That was easier said than done, of course. I simply lacked the discipline to do it consistently. Here’s how the process really unfolded –

Phase 1 – The struggle. In the first few months, the biggest challenge was just remembering to write a learning. Some days, all I would manage would be a quote.

Phase 2 – Training wheels. A year or so later, I came upon an idea – why not post a quote every day at the minimum and add something else if I could? So, I started posting a quote every morning on weekdays and also sent the “Good Morning Quote” to  a few friends, family and subscribers. Then, on Sundays, I began posting a “book learning” – simply a learning from a book I was reading. These structures were my blogger training wheels.

Phase 3 – Ready to bike. 3 years in, I moved the quotes out of the blog as I knew I was finally disciplined enough to write a long form post every day. Over time, I consolidated all the additional ideas (quotes, book learnings) to the 200 words project. The 200 words project is no longer a training wheel. I am well into biking solo now.

Call it training wheels, systems, process, or structure – it doesn’t really matter. The principle is, as we think of new year resolutions, we’re best served if we take the time to structure habits and systems that will help us get there.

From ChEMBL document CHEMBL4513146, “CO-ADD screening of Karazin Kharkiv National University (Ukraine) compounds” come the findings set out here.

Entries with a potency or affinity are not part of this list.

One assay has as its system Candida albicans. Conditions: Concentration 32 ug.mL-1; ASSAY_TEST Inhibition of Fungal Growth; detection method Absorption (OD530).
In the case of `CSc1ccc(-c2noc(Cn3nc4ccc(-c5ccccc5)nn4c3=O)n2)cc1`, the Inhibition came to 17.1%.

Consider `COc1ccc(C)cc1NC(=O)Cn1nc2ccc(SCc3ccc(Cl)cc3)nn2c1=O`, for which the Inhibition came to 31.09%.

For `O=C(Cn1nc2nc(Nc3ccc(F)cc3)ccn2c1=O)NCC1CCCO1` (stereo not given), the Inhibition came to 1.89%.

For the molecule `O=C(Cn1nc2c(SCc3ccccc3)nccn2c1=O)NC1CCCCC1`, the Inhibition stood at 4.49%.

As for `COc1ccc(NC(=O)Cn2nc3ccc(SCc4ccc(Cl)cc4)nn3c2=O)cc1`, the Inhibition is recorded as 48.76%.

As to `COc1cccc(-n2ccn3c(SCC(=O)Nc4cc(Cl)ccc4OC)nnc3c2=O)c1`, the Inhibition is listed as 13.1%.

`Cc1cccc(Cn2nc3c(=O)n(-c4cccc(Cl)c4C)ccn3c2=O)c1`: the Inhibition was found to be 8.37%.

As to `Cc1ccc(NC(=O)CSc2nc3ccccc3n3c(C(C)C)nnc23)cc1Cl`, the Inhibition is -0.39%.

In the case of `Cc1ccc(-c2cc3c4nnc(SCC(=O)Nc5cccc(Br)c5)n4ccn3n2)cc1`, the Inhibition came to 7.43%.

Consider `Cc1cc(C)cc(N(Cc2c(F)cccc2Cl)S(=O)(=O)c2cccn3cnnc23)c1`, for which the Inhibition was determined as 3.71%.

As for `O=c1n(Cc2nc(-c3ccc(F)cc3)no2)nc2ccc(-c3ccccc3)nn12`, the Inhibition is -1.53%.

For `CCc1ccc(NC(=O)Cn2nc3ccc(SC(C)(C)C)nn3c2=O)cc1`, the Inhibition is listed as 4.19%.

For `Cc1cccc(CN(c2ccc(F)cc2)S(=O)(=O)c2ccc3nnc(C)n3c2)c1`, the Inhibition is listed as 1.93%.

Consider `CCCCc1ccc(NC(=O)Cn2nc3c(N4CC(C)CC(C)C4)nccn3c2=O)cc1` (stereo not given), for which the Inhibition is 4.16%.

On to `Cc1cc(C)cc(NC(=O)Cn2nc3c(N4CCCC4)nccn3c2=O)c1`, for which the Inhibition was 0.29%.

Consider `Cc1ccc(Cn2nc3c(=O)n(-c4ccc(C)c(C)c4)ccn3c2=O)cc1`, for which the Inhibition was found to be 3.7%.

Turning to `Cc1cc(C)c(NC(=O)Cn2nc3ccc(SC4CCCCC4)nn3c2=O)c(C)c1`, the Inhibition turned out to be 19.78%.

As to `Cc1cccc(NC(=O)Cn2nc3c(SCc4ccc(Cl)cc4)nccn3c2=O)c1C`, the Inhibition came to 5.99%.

What is the goal

If you are working hard (and I hope you are), we assume a large part of that is devoted to productive work.

Productive work is work that enables us to make progress towards a goal. Hence, many hours of watching YouTube video is considered unproductive when you have a report to be finished. A short video break might aid productivity but it still wouldn’t be productivity.

So, if productivity doesn’t exist without a goal, defining a goal becomes all important. What is the goal you normally work towards when you don’t have fires to fight? Is there even a goal?

It is hard to set goals in every aspect of our lives. We struggle with just exercise goals and expecting more than that is wishful thinking. However, we could easily make a case for the importance of productive work in the case of our personal relationships, a.k.a. quality time, and productive work in case of our hobbies. So, how do we go about doing that?

My suggestion would be to consider defining your personal “why.” My personal why, for example, is ‘to build active relationships with family and friends, learn, and have a positive impact on the world.’ Once I have this defined, it becomes very clear as to which activities move me towards this goal and which don’t. This “why” has been a work-in-progress for 2 years now (so get started now!) and I consider this a near-finished article. It makes for an excellent measuring stick.

Take time to define your why and your goals. Productivity doesn’t exist without goals. And, now that you are here and taking up some space, why not be productive? :-)

Hat tip to Messrs Eliyahu Goldratt for the insight